Making Big Data Work in Retail Banking

Making Big Data Work in Retail Banking

          
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Making Big Data Work in Retail Banking

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    Boosting IT Performance

    Big-data IT technologies can both improve the capabilities and reduce the costs of bank IT systems. Linear scalability, in which banks buy only the hardware or software capability that they actually need; the use of inexpensive commodity-hardware components, especially for tasks that are computationally intensive; and the ease of manipulation of multistructured or unstructured data are all big steps forward for most financial institutions.

    Banks can leverage these characteristics in several ways. These include efficiently processing the vast amounts of data generated by the omnichannel customer journeys common today; implementing more sophisticated, data-intensive models; and doing a better job of balancing the workloads of data warehouses that often operate close to saturation levels, thereby avoiding expensive upgrades.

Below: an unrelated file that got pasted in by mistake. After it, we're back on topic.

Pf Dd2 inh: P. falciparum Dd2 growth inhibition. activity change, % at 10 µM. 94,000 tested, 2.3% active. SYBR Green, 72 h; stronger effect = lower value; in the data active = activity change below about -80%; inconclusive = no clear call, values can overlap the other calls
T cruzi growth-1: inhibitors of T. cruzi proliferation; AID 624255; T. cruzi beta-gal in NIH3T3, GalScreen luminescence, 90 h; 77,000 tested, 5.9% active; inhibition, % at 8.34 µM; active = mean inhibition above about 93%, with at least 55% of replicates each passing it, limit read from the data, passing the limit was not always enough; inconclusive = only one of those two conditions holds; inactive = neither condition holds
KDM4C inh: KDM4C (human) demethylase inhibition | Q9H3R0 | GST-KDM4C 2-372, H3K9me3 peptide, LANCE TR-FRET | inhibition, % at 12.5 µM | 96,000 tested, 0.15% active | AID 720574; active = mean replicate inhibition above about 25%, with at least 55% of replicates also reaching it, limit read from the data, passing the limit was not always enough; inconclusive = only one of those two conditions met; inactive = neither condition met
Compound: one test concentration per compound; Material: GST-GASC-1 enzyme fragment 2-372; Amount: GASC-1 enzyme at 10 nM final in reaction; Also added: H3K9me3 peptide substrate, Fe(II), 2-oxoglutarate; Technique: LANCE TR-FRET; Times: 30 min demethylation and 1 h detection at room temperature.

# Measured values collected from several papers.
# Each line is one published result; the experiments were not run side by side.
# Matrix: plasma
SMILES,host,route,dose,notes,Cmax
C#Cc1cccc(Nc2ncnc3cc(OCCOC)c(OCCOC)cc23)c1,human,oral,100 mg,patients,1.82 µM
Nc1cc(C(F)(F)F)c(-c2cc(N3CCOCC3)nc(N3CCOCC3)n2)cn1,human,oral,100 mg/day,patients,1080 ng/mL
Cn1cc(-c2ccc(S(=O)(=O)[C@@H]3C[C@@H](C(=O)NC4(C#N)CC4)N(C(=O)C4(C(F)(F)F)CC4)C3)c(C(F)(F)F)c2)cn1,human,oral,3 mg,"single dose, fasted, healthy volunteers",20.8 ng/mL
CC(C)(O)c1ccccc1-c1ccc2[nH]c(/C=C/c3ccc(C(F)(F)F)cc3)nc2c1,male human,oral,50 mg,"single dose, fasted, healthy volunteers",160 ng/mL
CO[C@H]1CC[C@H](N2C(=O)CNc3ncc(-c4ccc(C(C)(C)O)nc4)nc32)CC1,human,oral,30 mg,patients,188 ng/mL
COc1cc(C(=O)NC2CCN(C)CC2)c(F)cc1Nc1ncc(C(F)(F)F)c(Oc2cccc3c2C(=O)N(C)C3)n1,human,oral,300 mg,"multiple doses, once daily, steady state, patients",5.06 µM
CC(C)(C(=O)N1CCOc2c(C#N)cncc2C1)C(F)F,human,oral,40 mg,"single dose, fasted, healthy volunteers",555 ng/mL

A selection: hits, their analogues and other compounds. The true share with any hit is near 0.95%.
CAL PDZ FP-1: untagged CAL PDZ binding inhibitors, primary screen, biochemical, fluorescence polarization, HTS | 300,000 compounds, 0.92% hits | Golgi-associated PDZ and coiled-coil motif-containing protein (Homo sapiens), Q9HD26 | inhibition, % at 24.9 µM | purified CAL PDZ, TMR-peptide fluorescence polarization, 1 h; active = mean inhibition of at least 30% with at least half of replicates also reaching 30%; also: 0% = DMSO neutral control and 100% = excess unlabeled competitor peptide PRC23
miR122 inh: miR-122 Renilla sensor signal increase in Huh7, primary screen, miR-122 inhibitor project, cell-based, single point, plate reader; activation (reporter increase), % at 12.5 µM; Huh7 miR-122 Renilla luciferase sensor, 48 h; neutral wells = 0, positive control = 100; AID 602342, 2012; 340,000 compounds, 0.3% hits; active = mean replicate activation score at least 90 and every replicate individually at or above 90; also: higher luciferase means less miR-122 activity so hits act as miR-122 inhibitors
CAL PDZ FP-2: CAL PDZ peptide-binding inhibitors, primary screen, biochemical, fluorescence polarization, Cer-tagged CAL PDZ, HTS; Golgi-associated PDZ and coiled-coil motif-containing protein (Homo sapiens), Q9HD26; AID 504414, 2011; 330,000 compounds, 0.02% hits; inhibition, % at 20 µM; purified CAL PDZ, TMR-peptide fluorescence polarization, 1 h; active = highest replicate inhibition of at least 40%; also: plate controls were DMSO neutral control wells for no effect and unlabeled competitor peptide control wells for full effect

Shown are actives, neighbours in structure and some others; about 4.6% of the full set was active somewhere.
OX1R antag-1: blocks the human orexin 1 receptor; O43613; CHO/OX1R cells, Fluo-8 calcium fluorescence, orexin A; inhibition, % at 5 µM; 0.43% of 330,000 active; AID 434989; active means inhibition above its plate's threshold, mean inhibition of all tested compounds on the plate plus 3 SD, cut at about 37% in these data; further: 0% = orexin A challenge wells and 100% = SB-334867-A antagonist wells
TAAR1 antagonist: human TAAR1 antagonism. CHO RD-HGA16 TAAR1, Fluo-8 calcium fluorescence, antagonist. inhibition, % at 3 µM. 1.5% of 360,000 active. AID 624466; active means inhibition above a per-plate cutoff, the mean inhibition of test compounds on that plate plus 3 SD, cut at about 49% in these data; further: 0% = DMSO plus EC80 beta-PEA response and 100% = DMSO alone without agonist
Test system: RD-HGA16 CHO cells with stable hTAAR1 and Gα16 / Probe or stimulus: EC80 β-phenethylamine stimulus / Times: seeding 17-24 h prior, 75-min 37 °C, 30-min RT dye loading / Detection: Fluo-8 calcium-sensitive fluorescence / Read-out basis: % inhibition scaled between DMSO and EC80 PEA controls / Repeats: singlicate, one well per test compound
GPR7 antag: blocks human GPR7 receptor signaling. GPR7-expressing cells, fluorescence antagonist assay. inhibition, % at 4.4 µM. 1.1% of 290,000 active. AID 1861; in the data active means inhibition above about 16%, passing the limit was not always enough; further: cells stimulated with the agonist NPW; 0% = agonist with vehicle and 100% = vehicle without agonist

A large European bank, for example, recently faced a conundrum with respect to its plans for a new data warehouse and CRM systems: the functionalities requested by the bank’s business units far exceeded the budgeted capacity of the new system, which was a traditional, though state-of-the-art, data warehouse. A review of the bank’s data storage and manipulation needs sparked the insight that led to a different—and much less costly—solution. The bank identified a series of applications using unstructured or multistructured data from various digital channels. Because traditional systems are not well suited to processing this type of data, they consume excessive calculation and storage resources. A new, hybrid data-warehouse architecture, combining traditional and big-data technologies and running on clusters of Hadoop commodity servers, accommodated all the functionalities needed by the business units and produced savings of almost 30% of the initial budget.